Striding Folly

By Dorothy L. Sayers

Striding Folly is the last collection of Lord Peter Wimsey short stories. As a collection, it wasn’t published during Dorothy L. Sayers’ lifetime; it is copyright by Anthony Fleming, her son, and its meager pagecount is eked out by a horrible introduction by Janet Hitchman whose main criticism of DLS is that neither she nor Harriet Vane conformed to her (Janet’s) ideas on what is good clothes sense. I feel that Janet Hitchman is more like Helen, Duchess of Denver than she knows herself…

  • Author: Dorothy L. Sayers
  • Title: Striding Folly
  • Pages: 124
  • Published: 1972
  • Publisher: New English Library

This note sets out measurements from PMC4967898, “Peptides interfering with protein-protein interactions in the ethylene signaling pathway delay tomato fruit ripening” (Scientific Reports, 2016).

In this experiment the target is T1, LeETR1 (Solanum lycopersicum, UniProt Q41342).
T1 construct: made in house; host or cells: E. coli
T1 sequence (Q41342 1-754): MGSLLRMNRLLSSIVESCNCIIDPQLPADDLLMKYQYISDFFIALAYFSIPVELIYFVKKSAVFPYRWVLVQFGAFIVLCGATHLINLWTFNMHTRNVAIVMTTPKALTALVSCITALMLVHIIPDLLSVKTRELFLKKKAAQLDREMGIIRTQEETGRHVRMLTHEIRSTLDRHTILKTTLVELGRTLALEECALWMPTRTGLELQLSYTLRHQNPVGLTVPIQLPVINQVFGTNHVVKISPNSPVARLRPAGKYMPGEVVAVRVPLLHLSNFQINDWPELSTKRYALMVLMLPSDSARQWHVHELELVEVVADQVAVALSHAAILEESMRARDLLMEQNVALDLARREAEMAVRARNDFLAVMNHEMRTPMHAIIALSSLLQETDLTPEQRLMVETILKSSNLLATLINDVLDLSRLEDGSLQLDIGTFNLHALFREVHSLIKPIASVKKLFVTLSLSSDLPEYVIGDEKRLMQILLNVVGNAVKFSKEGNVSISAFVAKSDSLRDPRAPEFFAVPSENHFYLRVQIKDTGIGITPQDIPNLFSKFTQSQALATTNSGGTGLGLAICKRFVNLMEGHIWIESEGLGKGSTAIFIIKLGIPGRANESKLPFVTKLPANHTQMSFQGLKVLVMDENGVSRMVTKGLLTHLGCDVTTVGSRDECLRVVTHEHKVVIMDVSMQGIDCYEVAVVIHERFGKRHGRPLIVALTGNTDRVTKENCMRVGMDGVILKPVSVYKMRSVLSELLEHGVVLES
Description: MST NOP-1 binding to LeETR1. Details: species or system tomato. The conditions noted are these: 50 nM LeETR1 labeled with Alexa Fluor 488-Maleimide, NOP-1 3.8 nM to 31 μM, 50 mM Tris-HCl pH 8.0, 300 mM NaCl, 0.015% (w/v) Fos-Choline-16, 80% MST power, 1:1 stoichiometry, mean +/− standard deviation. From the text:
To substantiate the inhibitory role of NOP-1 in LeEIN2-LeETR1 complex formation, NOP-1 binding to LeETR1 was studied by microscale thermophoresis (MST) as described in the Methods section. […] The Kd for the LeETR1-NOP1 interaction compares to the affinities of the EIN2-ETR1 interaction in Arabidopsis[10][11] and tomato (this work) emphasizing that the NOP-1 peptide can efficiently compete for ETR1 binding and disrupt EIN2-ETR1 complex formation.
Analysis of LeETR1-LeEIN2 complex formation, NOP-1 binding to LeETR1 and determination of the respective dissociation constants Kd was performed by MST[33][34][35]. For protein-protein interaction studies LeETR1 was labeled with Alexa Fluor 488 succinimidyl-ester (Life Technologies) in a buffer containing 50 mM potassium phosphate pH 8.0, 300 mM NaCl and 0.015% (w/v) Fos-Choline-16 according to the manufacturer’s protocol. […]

• ISBN: 0450033406

Anyway, there are only three stories in this small collection: Striding Folly, The Haunted Policeman and Talboys.

The first, Striding Folly, is a confused and confusing story that mixes nightmares and chess in a wholly unsatisfactory way. I haven’t reread it for this note.

The second story, The Haunted Policeman, is quite nice. We almost witness Bredon, Lord Peter’s firstborn, being born. At least, we see the doctor descend the steps, and Bunter tells us that all is serene in the young master’s bedroom. And then off goes Lord Peter to help a policeman who saw things that couldn’t be. Nice story, but a bit messily told.

The last story, Talboys, is a sweet little bit of fluff about Puffett’s peaches and Bredon who’s caught a grass snake. There’s wit and humour in it, and it is a nice read. No harm in it.